Some clients want everything perfectly matched in terms of style and palette. Others prefer juxtapositions that create tension and more complex visual interest. For large spaces, like a great room, Claremont will usually present several carefully curated, multiple rug “suites,” comprised of as many as half a dozen pieces, for consideration. Or possibly a single, palace-sized carpet. Larger antique carpets are canvases that can envelop a room, not unlike Renaissance frescos, their vast surfaces creating intimate sanctuaries for those fortunate enough to live with them.
Working with clients on Whole Home Displays “is a highly creative, exhilarating activity” for Winitz, who has contributed to many hundreds of such projects over the 38+ years he’s been in business. “It’s like creating a beautiful painting together,” he said.
One of the more memorable “paintings” involved a house that had yet to be built. On a beautiful summer’s day, he and his team stood on a subfloor on a cliff overlooking the Pacific – with walls, windows and ceilings yet to come – and successfully furnished five “future” rooms.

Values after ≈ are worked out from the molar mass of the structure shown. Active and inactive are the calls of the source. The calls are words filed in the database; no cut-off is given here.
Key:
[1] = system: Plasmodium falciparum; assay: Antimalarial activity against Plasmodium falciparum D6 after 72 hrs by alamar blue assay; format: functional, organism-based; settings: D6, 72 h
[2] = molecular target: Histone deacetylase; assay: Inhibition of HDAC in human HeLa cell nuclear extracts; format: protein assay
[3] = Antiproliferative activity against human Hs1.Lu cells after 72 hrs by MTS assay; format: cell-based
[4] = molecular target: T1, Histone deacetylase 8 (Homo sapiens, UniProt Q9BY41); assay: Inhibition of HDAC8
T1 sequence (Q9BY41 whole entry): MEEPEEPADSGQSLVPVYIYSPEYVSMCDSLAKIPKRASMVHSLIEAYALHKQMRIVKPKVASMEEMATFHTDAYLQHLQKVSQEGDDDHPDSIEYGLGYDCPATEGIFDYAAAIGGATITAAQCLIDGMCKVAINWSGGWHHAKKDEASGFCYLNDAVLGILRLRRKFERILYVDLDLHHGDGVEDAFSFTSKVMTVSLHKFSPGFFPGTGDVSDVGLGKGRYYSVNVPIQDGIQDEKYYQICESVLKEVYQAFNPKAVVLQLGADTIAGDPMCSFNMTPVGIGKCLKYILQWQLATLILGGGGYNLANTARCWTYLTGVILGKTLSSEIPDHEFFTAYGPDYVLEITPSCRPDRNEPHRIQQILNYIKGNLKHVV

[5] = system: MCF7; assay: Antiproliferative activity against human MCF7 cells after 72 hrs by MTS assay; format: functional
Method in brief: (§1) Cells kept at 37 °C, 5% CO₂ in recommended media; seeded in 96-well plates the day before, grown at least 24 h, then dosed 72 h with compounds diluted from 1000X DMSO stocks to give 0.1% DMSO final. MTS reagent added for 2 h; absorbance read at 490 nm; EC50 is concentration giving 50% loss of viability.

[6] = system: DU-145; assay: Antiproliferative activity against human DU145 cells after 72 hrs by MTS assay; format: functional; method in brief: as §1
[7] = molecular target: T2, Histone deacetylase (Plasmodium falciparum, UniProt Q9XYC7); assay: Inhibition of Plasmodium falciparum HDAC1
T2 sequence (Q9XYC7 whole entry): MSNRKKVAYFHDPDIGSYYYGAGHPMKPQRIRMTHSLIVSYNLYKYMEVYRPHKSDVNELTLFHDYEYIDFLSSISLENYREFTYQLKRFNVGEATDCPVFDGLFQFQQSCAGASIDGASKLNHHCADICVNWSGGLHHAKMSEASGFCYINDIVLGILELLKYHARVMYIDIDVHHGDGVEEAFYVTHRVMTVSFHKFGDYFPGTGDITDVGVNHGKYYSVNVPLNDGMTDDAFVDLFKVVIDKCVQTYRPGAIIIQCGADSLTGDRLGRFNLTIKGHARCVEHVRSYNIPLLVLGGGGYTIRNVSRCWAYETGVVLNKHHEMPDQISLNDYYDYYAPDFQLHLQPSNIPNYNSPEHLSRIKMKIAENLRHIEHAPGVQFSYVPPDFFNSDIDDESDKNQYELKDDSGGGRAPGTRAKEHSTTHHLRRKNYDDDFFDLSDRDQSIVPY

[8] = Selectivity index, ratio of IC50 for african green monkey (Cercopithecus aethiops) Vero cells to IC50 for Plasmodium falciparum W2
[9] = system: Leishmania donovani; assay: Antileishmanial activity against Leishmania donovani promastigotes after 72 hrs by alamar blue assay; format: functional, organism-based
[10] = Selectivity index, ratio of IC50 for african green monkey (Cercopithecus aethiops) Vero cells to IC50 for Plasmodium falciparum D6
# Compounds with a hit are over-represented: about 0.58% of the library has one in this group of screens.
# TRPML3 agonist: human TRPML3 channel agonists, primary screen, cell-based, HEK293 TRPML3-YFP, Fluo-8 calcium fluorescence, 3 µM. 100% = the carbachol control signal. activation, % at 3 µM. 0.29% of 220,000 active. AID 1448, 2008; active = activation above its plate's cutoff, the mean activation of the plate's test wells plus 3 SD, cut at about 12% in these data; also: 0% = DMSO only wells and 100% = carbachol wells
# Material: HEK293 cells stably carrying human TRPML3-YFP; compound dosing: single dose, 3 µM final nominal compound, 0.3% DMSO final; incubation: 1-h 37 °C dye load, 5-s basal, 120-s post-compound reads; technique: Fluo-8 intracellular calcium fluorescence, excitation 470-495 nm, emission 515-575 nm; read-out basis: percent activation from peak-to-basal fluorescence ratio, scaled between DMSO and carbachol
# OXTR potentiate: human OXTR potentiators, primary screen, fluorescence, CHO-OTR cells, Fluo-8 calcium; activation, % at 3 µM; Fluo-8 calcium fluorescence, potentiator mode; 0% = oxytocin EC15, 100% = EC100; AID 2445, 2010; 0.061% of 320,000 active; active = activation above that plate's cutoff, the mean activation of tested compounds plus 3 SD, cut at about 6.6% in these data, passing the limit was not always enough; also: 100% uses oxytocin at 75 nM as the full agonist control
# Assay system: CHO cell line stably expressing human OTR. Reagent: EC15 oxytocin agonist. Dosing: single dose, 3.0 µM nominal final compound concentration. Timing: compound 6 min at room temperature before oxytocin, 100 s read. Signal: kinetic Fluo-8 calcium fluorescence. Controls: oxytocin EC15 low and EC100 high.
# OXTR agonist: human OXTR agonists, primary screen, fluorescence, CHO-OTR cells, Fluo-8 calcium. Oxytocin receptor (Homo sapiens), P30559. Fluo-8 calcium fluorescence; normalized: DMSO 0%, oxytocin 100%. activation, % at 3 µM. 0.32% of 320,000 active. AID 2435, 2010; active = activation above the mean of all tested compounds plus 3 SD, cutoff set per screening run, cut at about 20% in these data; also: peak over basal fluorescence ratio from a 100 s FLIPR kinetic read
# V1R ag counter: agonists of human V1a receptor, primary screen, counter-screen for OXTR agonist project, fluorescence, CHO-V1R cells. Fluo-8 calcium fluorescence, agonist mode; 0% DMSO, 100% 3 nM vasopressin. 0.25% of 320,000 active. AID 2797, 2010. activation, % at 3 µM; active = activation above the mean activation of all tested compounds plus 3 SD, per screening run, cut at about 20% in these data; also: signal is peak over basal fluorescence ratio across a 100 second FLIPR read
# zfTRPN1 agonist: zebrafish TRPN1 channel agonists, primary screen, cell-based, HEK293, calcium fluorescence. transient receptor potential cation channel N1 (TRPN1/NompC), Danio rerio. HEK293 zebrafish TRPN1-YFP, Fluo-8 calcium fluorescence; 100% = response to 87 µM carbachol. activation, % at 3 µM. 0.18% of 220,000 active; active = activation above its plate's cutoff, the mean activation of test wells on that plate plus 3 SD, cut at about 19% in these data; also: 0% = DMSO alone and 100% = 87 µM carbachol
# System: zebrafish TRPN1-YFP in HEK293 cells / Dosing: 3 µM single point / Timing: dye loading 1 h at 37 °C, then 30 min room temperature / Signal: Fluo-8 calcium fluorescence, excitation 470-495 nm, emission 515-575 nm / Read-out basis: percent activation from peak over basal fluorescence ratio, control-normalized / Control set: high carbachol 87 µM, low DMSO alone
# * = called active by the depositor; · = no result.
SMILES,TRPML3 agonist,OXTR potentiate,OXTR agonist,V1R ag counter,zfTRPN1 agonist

Claremont averages 30 such Whole Home Projects annually, a service that generally ranges from the low six figures well into seven figures in U.S. dollars. More and more people with the wherewithal to create unique and harmonious environments for themselves, people who appreciate the difference between style and “fashion” and the enduring value of these one-of-a-kind “precious tangible assets,” are seeking out Claremont Rug Company to help fulfill their vision.
B. Alexandra Szerlip is a two-time National Endowment for the Arts Fellow and author of The Man Who Designed the Future: Norman Bel Geddes & the Invention of 20th-Century America (Melville House, NY/London), voted “One of the Top Ten Arts Books of 2017” by the American Library Association.